Bitcoin isn’t the only cryptocurrency. These mining practices extend to Ethereum, Dogecoin, and other crypto assets. They don’t take up as much energy as Bitcoin, but miners follow the same playbook.

Why does cryptocurrency use so much energy?

Cryptocurrencies use so much energy because of competition among miners. Increased activity leads to more computing power and higher energy transmissions. Verifying transactions also requires significant energy. Between transactions and mining, crypto consumes substantial energy.  

Could crypto mining use less energy?

Bitcoin is an extreme example of crypto energy consumption, mainly because of its proof-of-work method. This approach involves complex mathematical problems to unlock the remaining coins and verify ownership. 

Minting new coins under the proof-of-stake method is a viable alternative to the energy-consuming proof-of-work concept since the verification process requires substantially less energy. Proof-of-stake coins minimize costs and energy consumption. We can also look at NFTs for signs of better energy consumption in the future. 

Minting NFTs on Flow currently requires less energy than a Google search. They use the proof-of-stake method for minting NFTs.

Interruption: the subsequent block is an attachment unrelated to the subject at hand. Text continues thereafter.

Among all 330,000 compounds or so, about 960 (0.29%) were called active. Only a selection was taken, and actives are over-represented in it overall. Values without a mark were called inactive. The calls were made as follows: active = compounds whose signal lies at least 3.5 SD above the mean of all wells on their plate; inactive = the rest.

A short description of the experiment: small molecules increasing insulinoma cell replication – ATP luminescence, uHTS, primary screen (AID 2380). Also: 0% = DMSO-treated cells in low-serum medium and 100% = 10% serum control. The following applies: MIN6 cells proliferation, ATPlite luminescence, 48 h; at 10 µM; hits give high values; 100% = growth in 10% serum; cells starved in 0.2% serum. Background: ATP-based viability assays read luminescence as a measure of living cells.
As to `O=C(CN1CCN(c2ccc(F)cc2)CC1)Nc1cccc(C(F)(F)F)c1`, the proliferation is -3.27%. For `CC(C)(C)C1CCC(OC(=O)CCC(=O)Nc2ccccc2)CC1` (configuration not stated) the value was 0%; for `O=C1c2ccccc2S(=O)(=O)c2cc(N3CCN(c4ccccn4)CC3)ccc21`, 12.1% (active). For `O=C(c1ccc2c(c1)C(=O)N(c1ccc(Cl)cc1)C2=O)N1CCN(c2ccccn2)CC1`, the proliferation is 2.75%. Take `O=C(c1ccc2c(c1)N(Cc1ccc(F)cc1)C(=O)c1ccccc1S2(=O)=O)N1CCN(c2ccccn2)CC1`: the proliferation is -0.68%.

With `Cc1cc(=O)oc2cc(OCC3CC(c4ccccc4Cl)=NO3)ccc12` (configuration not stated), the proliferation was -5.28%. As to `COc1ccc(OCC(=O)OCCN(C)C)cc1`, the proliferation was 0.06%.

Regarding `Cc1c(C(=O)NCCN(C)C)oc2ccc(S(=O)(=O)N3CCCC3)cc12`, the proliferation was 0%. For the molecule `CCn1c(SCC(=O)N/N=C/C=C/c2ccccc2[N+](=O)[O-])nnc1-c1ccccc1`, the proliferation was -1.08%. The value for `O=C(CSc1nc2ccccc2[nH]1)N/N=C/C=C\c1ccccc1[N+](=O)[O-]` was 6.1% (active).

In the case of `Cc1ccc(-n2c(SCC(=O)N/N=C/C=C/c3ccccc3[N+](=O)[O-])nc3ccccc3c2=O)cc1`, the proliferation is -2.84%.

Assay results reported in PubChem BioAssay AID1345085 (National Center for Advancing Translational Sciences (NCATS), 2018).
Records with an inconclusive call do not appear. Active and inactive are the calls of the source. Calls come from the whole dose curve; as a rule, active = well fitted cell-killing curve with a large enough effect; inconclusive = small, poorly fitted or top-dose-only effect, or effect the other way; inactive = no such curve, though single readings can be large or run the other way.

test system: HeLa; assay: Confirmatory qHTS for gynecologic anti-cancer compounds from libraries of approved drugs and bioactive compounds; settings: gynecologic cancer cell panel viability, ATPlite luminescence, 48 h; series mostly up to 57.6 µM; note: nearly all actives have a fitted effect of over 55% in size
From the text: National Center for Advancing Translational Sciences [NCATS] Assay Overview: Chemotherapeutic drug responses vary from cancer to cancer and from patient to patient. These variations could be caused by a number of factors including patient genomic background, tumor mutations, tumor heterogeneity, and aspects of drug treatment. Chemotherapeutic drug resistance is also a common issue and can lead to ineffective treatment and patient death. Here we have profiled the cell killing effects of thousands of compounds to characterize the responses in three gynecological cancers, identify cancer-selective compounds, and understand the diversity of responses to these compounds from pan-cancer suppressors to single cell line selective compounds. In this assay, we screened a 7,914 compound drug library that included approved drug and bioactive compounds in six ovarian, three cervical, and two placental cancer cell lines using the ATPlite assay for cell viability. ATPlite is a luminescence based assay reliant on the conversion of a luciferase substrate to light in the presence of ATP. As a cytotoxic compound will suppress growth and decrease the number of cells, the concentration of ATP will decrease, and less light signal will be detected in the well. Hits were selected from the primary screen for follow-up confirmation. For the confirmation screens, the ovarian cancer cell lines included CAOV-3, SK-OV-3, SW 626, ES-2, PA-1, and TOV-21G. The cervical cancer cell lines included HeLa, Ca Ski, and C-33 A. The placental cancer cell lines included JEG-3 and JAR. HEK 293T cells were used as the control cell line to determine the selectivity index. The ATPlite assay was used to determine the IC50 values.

Cryptocurrency’s environmental impact compared to the banking system

Cryptocurrency has attracted many critics and supporters since its early days. Many critics point to crypto’s environmental impact, but few consider the banking system’s environmental impact. 

A study from Galaxy Digital Research concluded that the traditional banking system uses twice as much energy as Bitcoin. Critics have pointed out that the traditional banking system is larger than Bitcoin, making the high energy output easier to rationalize.

Are there environmentally friendly cryptocurrencies?

Most of the environmental concerns stem from Bitcoin and Ethereum. These two popular cryptocurrencies employ proof-of-work methods that require significant energy to verify each transaction. 

Proof-of-stake cryptocurrencies are practical alternatives, with some of them generating as much energy per transaction as a Google search. Cardano, Dogecoin, and XRP are three of the many proof-of-stake cryptocurrencies. Adopting proof-of-stake cryptos instead of Bitcoin and Ethereum reduces environmental impact while preserving the benefits of crypto.

Crypto’s Future Is Green

During Bitcoin’s early days, its reliance on the proof-of-work method didn’t cause much of a stir. As Bitcoin became more mainstream and miners invested in more technology, its environmental impact became significant. 

While crypto introduced many benefits, energy usage became excessive. The shift to a proof-of-stake method requires substantially less energy, putting them in line with Visa transactions. 

Ethereum plans to shift to a proof-of-stake model in the future. If Bitcoin does the same, the crypto’s carbon footprint will substantially decrease.


What is the most eco-friendly cryptocurrency?

Proof-of-stake cryptocurrencies such as Cardano are substantially more eco-friendly than proof-of-work cryptocurrencies such as Bitcoin.

Is Ethereum going green?

Yes. Ethereum is in the process of switching to a proof-of-stake model which would reduce the coin’s carbon footprint by over 99%.

Is Bitcoin eco friendly?

Bitcoin is not an eco-friendly crypto. It requires more energy than other cryptos.